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After 49 Years, NYT Pays Tribute to the Incomparable Madhubala

Madhubala rubs shoulders with the likes of Charlotte Bronte and Ida B Wells in the ‘Overlooked’ obituary section .

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The New York Times has published an obituary on the iconic Madhubala 49 years after her demise. She is among the 15 people from across the world whose obituaries were published on 8 March as a beginning of amends of what the publication says "a stark lesson in how society valued various achievements and achievers.” NYT has been publishing obits since 1851 but they have been mostly on white men. They have now begun to go beyond it with the ‘Overlooked’ section. Madhubala rubs shoulders here with the likes of Charlotte Bronte and Ida B Wells.

Excerpts from the obit:

Asked once to describe herself, Madhubala said she was so young when she entered the “maze” of the film industry — she made her debut at 9 — that she had lost herself.“When you have forgotten yourself, what can you tell people about yourself?” she once said.
Madhubala rubs shoulders with the likes of Charlotte Bronte and Ida B Wells in the ‘Overlooked’ obituary section .
Madhubala’s real life was turbulent and dramatic. 
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She has been compared to Marilyn Monroe: the smoldering looks, the short career, the tragic end. “There was a remarkable similarity in the soft vulnerability of their faces,” writes Khatija Akbar in her biography of Madhubala. “The same abandon to their laughter, head thrown back, that same incandescent glow.”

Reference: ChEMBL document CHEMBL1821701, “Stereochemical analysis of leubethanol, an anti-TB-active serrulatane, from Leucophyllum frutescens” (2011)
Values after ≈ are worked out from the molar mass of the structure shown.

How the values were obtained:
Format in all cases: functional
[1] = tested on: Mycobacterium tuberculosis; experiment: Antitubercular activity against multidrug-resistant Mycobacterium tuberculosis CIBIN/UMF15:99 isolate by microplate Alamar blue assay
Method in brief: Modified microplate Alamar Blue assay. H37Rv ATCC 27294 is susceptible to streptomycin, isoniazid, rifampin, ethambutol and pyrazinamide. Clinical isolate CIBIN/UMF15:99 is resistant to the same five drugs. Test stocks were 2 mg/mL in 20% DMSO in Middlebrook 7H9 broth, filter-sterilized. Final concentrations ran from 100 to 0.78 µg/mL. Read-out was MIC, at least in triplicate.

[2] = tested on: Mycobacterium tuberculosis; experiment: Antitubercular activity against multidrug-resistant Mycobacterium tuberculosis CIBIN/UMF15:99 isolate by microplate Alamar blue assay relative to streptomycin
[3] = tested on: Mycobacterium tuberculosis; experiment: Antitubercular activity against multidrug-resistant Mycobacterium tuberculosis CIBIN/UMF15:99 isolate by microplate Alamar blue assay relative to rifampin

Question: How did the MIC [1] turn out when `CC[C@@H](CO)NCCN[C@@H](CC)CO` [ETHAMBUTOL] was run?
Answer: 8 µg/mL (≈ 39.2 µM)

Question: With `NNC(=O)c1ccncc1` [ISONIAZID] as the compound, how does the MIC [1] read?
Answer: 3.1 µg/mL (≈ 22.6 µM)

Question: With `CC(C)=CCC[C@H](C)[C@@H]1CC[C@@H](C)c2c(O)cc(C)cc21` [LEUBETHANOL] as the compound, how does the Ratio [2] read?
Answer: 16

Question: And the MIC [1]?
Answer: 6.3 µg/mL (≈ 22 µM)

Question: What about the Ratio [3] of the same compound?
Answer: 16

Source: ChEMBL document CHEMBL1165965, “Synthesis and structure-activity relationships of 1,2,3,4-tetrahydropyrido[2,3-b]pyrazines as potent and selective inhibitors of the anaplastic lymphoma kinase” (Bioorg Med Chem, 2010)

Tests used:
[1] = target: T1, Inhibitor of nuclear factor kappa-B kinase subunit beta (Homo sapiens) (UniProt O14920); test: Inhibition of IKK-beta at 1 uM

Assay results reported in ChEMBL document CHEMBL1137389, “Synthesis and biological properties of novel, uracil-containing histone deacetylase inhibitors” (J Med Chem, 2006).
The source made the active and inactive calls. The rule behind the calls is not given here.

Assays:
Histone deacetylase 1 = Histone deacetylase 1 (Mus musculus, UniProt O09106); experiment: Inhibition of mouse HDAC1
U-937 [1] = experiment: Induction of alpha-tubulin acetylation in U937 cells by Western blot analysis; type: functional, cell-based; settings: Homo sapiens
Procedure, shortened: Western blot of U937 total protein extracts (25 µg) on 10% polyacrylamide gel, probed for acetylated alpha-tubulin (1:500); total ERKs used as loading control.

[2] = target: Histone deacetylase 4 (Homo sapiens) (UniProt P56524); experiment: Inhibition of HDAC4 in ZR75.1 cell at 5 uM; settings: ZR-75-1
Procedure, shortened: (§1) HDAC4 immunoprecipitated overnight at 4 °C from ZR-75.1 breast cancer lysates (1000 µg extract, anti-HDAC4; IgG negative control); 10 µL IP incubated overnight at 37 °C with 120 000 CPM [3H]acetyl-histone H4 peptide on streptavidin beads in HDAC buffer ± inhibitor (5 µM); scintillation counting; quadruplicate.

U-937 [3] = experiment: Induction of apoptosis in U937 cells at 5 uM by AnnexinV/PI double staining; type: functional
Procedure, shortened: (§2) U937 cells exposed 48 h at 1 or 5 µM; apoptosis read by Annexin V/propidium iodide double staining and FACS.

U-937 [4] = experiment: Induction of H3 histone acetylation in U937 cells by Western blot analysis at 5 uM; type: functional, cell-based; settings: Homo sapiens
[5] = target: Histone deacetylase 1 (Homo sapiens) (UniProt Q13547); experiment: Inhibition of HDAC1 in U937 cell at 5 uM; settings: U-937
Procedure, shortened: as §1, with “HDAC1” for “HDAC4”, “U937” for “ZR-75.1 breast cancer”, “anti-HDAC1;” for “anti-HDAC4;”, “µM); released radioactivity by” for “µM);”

Madhubala’s movies were also hits abroad, even in faraway places like Greece. Theater Arts, a New York magazine published from 1916 to 1964, called her “the biggest star in the world.” Life sent a photographer to profile her.Frank Capra Jr., visiting Bombay for a film festival in 1952, was said to have offered her a job in Hollywood. But Madhubala’s father, who controlled her career, forbade it.  
Madhubala rubs shoulders with the likes of Charlotte Bronte and Ida B Wells in the ‘Overlooked’ obituary section .
Remembering Madhubala. (Photo Courtesy: Twitter)
She was born with a ventricular septal defect, a hole in her heart, diagnosed after she began working. There was no treatment for her condition, and she continued her punishing pace, completing more than 70 films in her short career. She told a friend: “No sooner had I learned what I was doing, God said, ‘Enough.’ ”  

Thank you, New York Times.

(Source: New York Times)

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Topics:  Madhubala   Marilyn Monroe   NYT 

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